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Gravitational Instabilities and Galaxy Evolution

  • 23 Sep 2023
  • 3 min read

For Prelims: Gravitational Instabilities and Galaxy Evolution, Indian Institute of Astrophysics (IIA), Gravitational Instabilities, Spitzer Photometry and Accurate Rotation Curves (SPARC).

For Mains: Gravitational Instabilities and Galaxy Evolution.

Source: TH

Why in News?

Recently, a study has been conducted by the Indian Institute of Astrophysics (IIA), aiming to comprehend the relationship between Gravitational Instabilities and Galaxy Evolution.


  • Gravitational Instabilities refer to a fundamental physical phenomenon that occurs in astrophysical systems, particularly in celestial bodies like galaxies, stars, and planetary systems.
  • These instabilities are driven by the force of gravity and play a crucial role in shaping the structure, evolution, and dynamics of these cosmic entities.

What is the Methodology of the Study?

  • Researchers compared star formation rates, gas fractions, and time scales for gravitational instability growth in nearby galaxies by analysing the stability levels of a sample of 175 galaxies from the Spitzer Photometry and Accurate Rotation Curves (SPARC) database.
  • The study investigated how stability levels in galaxies are regulated, including the potential role of dark matter. It sought to determine whether stars and gas can self-regulate stability levels.
  • They compared stability levels in nearby galaxies with those observed at high redshifts, which are considered precursors to galaxies in the local universe.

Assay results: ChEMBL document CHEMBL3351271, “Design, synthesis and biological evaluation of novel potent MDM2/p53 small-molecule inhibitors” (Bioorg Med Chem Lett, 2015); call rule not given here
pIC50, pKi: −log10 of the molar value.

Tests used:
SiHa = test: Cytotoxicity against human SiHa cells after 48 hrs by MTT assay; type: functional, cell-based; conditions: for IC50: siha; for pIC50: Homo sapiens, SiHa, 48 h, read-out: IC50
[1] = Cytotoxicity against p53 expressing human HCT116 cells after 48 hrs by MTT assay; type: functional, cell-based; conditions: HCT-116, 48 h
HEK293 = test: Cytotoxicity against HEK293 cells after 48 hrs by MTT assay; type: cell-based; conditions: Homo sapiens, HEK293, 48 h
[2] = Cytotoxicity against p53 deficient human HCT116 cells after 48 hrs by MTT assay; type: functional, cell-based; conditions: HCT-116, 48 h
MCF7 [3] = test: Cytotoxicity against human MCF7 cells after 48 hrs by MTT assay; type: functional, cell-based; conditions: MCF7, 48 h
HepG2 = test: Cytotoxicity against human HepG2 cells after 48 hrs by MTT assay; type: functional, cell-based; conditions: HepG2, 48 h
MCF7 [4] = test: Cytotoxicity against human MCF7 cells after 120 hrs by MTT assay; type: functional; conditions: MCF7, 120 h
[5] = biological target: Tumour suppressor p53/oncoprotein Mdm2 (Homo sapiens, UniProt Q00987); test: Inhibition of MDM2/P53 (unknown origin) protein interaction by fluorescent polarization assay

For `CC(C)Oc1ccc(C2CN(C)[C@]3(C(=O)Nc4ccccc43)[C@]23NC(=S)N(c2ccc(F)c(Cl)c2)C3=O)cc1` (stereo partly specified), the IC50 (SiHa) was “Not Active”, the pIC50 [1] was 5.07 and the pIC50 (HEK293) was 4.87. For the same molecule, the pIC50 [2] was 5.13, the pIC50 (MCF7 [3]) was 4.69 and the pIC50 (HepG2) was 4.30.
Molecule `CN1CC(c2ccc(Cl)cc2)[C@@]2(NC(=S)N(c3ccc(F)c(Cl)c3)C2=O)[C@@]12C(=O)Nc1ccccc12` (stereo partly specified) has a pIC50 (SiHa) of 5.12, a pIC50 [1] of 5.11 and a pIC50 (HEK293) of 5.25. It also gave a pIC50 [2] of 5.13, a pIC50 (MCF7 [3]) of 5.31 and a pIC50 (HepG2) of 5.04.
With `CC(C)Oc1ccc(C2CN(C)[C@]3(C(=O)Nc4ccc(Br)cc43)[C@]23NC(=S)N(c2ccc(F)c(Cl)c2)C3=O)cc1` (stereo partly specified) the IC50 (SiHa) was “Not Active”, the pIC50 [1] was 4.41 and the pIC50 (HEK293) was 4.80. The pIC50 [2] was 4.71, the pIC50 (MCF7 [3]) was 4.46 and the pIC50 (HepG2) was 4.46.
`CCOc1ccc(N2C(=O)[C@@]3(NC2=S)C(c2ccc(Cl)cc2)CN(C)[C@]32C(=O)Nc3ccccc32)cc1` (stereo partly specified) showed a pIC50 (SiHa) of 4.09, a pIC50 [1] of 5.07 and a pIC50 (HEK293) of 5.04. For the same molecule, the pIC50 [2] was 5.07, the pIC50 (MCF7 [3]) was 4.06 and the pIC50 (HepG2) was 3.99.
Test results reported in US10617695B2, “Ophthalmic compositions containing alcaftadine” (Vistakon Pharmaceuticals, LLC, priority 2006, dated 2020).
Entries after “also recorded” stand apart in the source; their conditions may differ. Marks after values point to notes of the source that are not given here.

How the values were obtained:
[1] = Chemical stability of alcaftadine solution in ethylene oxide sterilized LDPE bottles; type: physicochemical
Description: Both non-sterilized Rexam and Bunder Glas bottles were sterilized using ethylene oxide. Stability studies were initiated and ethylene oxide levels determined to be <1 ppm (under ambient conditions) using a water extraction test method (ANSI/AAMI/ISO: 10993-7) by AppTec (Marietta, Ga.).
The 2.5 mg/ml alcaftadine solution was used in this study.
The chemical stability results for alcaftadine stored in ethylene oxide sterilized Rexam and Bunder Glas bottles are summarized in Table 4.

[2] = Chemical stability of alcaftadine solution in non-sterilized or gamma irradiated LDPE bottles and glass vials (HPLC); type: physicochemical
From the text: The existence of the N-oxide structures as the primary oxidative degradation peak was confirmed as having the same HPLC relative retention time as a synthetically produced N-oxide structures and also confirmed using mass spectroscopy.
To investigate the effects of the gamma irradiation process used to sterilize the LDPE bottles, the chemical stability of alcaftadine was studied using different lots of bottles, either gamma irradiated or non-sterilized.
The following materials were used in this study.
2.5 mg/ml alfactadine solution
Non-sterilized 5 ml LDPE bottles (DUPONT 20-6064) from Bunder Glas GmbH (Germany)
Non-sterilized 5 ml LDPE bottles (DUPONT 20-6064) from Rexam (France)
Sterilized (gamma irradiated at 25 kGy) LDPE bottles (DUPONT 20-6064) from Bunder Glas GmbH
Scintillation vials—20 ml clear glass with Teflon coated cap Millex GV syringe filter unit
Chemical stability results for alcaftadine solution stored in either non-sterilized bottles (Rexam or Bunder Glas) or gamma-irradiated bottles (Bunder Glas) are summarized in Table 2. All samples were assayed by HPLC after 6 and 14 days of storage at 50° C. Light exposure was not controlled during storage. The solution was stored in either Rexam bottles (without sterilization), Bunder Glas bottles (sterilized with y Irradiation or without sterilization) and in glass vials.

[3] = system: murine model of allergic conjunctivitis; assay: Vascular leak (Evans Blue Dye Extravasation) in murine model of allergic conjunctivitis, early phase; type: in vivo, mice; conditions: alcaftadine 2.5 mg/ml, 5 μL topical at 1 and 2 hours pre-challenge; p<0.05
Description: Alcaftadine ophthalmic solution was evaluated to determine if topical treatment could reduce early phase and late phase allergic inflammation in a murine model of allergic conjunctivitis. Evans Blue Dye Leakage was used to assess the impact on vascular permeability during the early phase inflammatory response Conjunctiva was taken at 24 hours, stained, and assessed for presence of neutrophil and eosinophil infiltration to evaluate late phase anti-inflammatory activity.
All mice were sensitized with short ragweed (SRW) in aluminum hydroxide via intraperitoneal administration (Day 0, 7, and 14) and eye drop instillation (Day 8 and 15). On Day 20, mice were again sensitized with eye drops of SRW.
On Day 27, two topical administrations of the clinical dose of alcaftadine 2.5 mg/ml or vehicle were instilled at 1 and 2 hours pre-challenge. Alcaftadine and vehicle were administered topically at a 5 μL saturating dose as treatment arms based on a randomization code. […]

• Scientists measure cosmic distances via redshift, the extent to which light is shifted towards the red (lower energy) part of the electromagnetic spectrum during its long journey across the universe.
    • The greater the distance, the higher the redshift.

What are the Key Highlights of the Study?

  • Spiral Galaxies:
    • Spiral galaxies, such as the Milky Way, exhibited specific characteristics.
      • They had a higher median star formation rate, lower stability, reduced gas fraction, and a smaller time scale for the growth of gravitational instabilities.
  • Conversion of Gas to Stars:
    • In spiral galaxies with lower stability, gravitational instabilities efficiently convert a significant amount of gas into stars.
      • This process led to the depletion of gas reservoirs in these galaxies.
  • Star Formation Mechanism:
    • The galaxies with marginal stability levels undergo intense star formation activity for a short time scale, depleting gas reserves.
    • In contrast, highly stable galaxies exhibit slower and gradual star formation processes over longer time scales, converting available gas into stars.
  • Future & Significance:
    • There is a need for future investigations into the impact of gravitational instabilities on the morphological evolution of galaxies across different redshifts.
    • These insights are crucial for understanding fundamental processes in galaxy formation and evolution.

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